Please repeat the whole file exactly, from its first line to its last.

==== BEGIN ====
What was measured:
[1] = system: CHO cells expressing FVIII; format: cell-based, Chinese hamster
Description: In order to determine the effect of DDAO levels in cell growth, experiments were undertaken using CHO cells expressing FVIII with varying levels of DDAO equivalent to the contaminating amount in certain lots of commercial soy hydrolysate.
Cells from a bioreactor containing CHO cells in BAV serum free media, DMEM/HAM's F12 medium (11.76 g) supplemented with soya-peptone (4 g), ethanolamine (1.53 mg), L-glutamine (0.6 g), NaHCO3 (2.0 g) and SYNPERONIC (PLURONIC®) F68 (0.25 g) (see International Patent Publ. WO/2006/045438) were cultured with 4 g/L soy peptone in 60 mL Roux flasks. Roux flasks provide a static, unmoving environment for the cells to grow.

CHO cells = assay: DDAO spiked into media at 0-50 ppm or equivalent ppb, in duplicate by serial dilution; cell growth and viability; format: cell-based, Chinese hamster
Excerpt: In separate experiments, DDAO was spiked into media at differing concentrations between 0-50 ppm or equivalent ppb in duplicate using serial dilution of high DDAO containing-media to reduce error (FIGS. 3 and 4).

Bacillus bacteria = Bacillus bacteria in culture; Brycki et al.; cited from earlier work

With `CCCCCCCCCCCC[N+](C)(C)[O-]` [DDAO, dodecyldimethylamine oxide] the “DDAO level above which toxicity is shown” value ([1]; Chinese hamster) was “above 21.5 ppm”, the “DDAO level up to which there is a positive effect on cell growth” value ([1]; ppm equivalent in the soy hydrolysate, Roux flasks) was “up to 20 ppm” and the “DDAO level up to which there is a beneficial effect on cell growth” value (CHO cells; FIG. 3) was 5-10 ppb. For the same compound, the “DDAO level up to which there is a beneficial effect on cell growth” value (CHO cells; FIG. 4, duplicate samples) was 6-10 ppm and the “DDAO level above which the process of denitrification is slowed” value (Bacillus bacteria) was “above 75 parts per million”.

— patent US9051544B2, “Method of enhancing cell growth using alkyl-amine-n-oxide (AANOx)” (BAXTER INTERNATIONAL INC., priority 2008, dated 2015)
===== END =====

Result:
What was measured:
[1] = system: CHO cells expressing FVIII; format: cell-based, Chinese hamster
Description: In order to determine the effect of DDAO levels in cell growth, experiments were undertaken using CHO cells expressing FVIII with varying levels of DDAO equivalent to the contaminating amount in certain lots of commercial soy hydrolysate.
Cells from a bioreactor containing CHO cells in BAV serum free media, DMEM/HAM's F12 medium (11.76 g) supplemented with soya-peptone (4 g), ethanolamine (1.53 mg), L-glutamine (0.6 g), NaHCO3 (2.0 g) and SYNPERONIC (PLURONIC®) F68 (0.25 g) (see International Patent Publ. WO/2006/045438) were cultured with 4 g/L soy peptone in 60 mL Roux flasks. Roux flasks provide a static, unmoving environment for the cells to grow.

CHO cells = assay: DDAO spiked into media at 0-50 ppm or equivalent ppb, in duplicate by serial dilution; cell growth and viability; format: cell-based, Chinese hamster
Excerpt: In separate experiments, DDAO was spiked into media at differing concentrations between 0-50 ppm or equivalent ppb in duplicate using serial dilution of high DDAO containing-media to reduce error (FIGS. 3 and 4).

Bacillus bacteria = Bacillus bacteria in culture; Brycki et al.; cited from earlier work

With `CCCCCCCCCCCC[N+](C)(C)[O-]` [DDAO, dodecyldimethylamine oxide] the “DDAO level above which toxicity is shown” value ([1]; Chinese hamster) was “above 21.5 ppm”, the “DDAO level up to which there is a positive effect on cell growth” value ([1]; ppm equivalent in the soy hydrolysate, Roux flasks) was “up to 20 ppm” and the “DDAO level up to which there is a beneficial effect on cell growth” value (CHO cells; FIG. 3) was 5-10 ppb. For the same compound, the “DDAO level up to which there is a beneficial effect on cell growth” value (CHO cells; FIG. 4, duplicate samples) was 6-10 ppm and the “DDAO level above which the process of denitrification is slowed” value (Bacillus bacteria) was “above 75 parts per million”.

— patent US9051544B2, “Method of enhancing cell growth using alkyl-amine-n-oxide (AANOx)” (BAXTER INTERNATIONAL INC., priority 2008, dated 2015)